One thing many successful entrepreneurs have in common is that they made an early start with their business endeavors.
The most famous of all is probably Mark Zuckerberg, who launched Facebook from a dorm room at Harvard. Facebook wasn’t even his first project—he’d previously released an app that helped fellow students choose their college classes.
There are plenty of other examples. Dell also started in a dorm room back in 1984, when Michael Dell upgraded aging machines and sold them on. Four years later, Dell became a publicly listed company.
Another inspiring tale is that of Steve Wozniak, who started Apple along with Steve Jobs. While Apple set up shop in a garage and not a college dorm, Wozniak built his first computer whilst at the University of Boulder, Colorado. He struck up his friendship with Jobs as the result of an introduction by a mutual friend who had met Jobs at their California high school.
The lesson you can learn from these humble beginnings is that there’s no need to wait until your studies are over before you can begin your journey as an entrepreneur. What’s more, there are now far greater possibilities than were open to any of these legendary businesspeople.
Earning money at college
Thanks to the wealth of opportunities provided by the internet, college students no longer have to wait on tables or tend bar to earn extra money. There are dozens of online jobs that students can do, with nothing more than a laptop and an internet connection.
- Making some extra money by doing “micro jobs” or testing apps and websites.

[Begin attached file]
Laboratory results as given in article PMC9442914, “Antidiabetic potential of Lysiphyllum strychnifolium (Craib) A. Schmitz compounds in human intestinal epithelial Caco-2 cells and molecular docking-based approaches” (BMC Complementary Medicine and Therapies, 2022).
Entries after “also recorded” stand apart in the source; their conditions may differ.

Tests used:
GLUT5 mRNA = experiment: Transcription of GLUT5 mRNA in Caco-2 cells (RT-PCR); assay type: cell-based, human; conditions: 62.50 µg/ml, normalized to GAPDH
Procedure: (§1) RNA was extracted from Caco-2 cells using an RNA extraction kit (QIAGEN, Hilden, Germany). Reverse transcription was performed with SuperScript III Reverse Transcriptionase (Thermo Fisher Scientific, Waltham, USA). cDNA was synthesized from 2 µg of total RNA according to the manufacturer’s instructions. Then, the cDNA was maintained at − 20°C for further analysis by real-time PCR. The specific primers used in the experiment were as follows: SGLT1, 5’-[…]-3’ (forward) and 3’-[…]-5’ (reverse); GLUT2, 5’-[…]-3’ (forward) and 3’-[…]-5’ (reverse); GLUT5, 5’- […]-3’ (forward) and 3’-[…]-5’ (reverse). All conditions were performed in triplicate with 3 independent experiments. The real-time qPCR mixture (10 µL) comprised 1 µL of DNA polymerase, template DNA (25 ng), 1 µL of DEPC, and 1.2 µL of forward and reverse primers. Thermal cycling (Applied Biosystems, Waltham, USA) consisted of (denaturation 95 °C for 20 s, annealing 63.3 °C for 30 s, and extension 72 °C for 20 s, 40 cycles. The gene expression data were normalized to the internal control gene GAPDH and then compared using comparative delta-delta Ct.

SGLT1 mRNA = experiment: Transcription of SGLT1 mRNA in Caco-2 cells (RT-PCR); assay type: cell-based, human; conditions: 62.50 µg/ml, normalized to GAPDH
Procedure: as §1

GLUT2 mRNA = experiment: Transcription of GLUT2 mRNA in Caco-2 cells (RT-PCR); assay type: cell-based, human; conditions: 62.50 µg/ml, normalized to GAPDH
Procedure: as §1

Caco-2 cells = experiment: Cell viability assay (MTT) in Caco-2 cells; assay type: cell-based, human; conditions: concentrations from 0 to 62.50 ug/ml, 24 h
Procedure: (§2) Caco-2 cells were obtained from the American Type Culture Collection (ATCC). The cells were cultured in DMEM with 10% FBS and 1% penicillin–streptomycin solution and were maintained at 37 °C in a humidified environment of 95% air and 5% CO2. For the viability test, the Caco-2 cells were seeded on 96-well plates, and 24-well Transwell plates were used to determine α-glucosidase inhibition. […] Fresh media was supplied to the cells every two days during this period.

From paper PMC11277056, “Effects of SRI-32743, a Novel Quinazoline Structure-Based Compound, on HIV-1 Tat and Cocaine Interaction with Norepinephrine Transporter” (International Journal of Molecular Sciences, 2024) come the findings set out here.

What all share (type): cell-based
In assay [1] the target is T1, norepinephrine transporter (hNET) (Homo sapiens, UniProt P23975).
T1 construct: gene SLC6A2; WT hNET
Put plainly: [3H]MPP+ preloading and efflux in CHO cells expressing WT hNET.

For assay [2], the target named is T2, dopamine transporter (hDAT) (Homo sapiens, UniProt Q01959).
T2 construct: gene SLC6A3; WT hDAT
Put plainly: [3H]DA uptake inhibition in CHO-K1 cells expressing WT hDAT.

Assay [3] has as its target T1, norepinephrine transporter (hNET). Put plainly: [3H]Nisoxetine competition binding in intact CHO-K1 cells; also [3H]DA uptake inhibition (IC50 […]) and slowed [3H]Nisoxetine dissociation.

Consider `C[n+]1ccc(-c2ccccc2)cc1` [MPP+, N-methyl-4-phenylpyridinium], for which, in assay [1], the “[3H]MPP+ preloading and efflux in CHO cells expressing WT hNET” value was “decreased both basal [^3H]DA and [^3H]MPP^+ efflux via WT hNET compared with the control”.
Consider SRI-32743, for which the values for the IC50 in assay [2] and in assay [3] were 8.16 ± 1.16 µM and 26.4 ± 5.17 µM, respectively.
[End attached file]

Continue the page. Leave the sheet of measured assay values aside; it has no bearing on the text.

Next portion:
- Coaching people online; you can teach English as a foreign language, or even coach younger students if you are doing postgraduate studies.
- Writing and editing.
- Using creative skills to design and sell anything from websites to fashion items.
How far you want to take your efforts is entirely down to you. For some students, it’s quite sufficient just to earn a little extra money part time to pay for books and nights out, and all of the above ideas will fit the bill. But as the Zuckerbergs and Wozniaks of this world prove, it’s possible to take things far further than that.
Starting your business
The modern business landscape is changing rapidly. Due to automation and other technological advances, many jobs that existed just a decade ago are gone forever. This is clear when you do anything from checking in your baggage for a flight, to contacting a large company’s customer service department!
A side effect of this evolution is that it’s far less likely that you’ll leave university and walk into a “traditional” job. The proportion of US workers earning a living on a “freelance” basis was 34 percent in 2016, and the gig economy is expected to grow enough to cause that number to rise to 43 percent by 2020.
As such, there’s solid sense in getting one step ahead while you’re still studying. Starting a small business can mean many different things; At one end of the scale, you may have plans to work independently as a “solopreneur,” doing anything from freelance writing to video production. Given that these kinds of freelance careers depend on having a solid reputation and portfolio of work, it’s wise to start building those things as quickly as possible.